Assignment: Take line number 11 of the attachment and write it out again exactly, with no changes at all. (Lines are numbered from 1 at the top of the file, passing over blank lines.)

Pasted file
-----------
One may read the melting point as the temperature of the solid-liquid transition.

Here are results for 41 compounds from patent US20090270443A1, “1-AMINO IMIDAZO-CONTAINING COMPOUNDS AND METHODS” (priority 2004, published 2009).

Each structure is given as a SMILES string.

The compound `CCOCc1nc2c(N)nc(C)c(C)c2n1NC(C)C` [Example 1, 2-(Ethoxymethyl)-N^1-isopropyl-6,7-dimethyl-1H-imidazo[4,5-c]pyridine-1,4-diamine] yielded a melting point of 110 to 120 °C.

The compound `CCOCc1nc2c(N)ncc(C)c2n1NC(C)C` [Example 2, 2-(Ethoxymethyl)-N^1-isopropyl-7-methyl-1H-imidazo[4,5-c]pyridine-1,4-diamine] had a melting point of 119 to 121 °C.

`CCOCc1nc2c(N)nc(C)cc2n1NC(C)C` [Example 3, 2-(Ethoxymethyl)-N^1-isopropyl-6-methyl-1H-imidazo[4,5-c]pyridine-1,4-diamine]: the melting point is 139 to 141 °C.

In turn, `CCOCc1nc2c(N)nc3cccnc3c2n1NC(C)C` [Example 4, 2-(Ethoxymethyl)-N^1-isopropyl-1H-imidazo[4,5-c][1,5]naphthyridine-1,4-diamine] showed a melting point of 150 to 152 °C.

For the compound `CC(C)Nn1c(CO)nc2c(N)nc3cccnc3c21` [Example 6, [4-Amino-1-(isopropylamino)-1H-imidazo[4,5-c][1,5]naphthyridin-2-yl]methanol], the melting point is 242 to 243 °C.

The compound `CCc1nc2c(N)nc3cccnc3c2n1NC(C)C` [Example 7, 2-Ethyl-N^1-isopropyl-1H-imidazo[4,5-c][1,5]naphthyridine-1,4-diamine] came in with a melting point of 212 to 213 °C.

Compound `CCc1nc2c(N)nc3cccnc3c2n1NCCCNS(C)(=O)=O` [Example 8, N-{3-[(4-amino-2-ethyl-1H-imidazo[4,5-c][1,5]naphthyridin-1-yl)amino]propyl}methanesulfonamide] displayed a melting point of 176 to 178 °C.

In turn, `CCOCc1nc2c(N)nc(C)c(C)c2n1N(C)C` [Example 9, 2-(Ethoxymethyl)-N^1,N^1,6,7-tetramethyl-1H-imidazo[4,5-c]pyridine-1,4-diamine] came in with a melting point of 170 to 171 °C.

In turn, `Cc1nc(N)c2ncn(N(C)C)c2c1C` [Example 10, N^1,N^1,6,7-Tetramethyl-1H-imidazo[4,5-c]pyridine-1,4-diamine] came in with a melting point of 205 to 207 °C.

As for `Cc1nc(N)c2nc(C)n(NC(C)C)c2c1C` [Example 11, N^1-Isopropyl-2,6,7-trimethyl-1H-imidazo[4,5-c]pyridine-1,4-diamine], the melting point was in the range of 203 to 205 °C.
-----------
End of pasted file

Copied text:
In turn, `CCOCc1nc2c(N)nc(C)c(C)c2n1N(C)C` [Example 9, 2-(Ethoxymethyl)-N^1,N^1,6,7-tetramethyl-1H-imidazo[4,5-c]pyridine-1,4-diamine] came in with a melting point of 170 to 171 °C.